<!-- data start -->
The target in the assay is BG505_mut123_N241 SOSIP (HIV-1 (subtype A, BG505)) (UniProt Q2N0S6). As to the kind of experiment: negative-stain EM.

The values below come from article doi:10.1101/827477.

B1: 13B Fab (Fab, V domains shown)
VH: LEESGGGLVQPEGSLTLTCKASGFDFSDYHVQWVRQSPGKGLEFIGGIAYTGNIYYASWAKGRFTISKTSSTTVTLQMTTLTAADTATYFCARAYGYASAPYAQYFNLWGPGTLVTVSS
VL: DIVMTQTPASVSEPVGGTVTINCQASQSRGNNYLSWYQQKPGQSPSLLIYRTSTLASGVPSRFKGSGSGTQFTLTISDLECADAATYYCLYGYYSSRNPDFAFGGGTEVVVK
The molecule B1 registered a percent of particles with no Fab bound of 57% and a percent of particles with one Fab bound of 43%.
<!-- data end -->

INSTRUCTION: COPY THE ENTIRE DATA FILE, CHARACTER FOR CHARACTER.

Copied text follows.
The target in the assay is BG505_mut123_N241 SOSIP (HIV-1 (subtype A, BG505)) (UniProt Q2N0S6). As to the kind of experiment: negative-stain EM.

The values below come from article doi:10.1101/827477.

B1: 13B Fab (Fab, V domains shown)
VH: LEESGGGLVQPEGSLTLTCKASGFDFSDYHVQWVRQSPGKGLEFIGGIAYTGNIYYASWAKGRFTISKTSSTTVTLQMTTLTAADTATYFCARAYGYASAPYAQYFNLWGPGTLVTVSS
VL: DIVMTQTPASVSEPVGGTVTINCQASQSRGNNYLSWYQQKPGQSPSLLIYRTSTLASGVPSRFKGSGSGTQFTLTISDLECADAATYYCLYGYYSSRNPDFAFGGGTEVVVK
The molecule B1 registered a percent of particles with no Fab bound of 57% and a percent of particles with one Fab bound of 43%.